IMF warns on US fiscal cliff
The International Monetary Fund has renewed warnings about the looming fiscal cliff in the US after predicting “tepid” growth in the world’s largest economy.
In its Article IV consultation on the US, the Washington-based lender warns that ongoing uncertainty over the country’s fiscal plans threaten to knock growth down to zero next year.
The IMF says there is a real possibility that ongoing deadlock in the country’s “highly polarised politics” could block agreement on issues such as automatic spending cuts and the expiration of tax provisions.
“If all temporary tax provisions were to expire and the automatic spending cuts to take effect, the 2013 fiscal contraction would be very sizable (over 4 per cent of GDP),” the fund’s review says.
“This ‘fiscal cliff’ would reduce annual growth to around zero, and the economy would contract in early 2013.”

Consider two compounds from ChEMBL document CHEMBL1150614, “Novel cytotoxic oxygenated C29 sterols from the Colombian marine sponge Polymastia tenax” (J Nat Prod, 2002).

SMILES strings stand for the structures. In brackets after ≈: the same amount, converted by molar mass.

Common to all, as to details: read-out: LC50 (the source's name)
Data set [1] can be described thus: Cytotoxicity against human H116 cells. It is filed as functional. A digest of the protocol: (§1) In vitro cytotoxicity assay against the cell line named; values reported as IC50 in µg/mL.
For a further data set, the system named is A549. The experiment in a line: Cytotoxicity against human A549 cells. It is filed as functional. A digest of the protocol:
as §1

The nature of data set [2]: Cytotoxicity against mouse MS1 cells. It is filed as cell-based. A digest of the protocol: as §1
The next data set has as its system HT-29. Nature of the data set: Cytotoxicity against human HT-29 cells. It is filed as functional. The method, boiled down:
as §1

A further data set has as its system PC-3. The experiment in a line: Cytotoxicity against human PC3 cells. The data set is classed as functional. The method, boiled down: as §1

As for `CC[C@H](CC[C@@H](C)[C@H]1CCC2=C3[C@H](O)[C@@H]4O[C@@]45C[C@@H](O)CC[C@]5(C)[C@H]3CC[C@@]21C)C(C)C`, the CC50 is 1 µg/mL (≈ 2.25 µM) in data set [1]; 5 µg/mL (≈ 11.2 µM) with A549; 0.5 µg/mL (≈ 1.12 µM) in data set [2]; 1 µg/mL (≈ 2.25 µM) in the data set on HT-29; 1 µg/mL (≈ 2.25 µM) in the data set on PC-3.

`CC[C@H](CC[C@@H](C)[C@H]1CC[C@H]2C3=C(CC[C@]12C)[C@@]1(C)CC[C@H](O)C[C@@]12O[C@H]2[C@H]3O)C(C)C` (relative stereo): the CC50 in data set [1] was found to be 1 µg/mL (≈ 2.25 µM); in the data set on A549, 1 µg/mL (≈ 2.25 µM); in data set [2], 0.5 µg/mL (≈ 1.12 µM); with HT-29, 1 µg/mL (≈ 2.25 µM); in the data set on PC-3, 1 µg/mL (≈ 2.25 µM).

But the IMF says damage to the US economy could be “substantial” even if the fiscal cliff is resolved quickly, especially if consumers and businesses continued to feel uncertain about the likely direction of tax and spending policies.
Even if the existing fiscal cliff is successfully unwound, the fiscal problems of the US will not ease for long.
The IMF concludes: “The federal debt ceiling will need to be raised most likely in early 2013, bringing back the risk of heightened uncertainty and financial market disruption.”
Last month, the Bank of America Merrill Lynch fund manager survey showed that 19 per cent of asset allocators now regard the US fiscal cliff as the biggest tail risk, making it the largest area of concern after the eurozone debt crisis.
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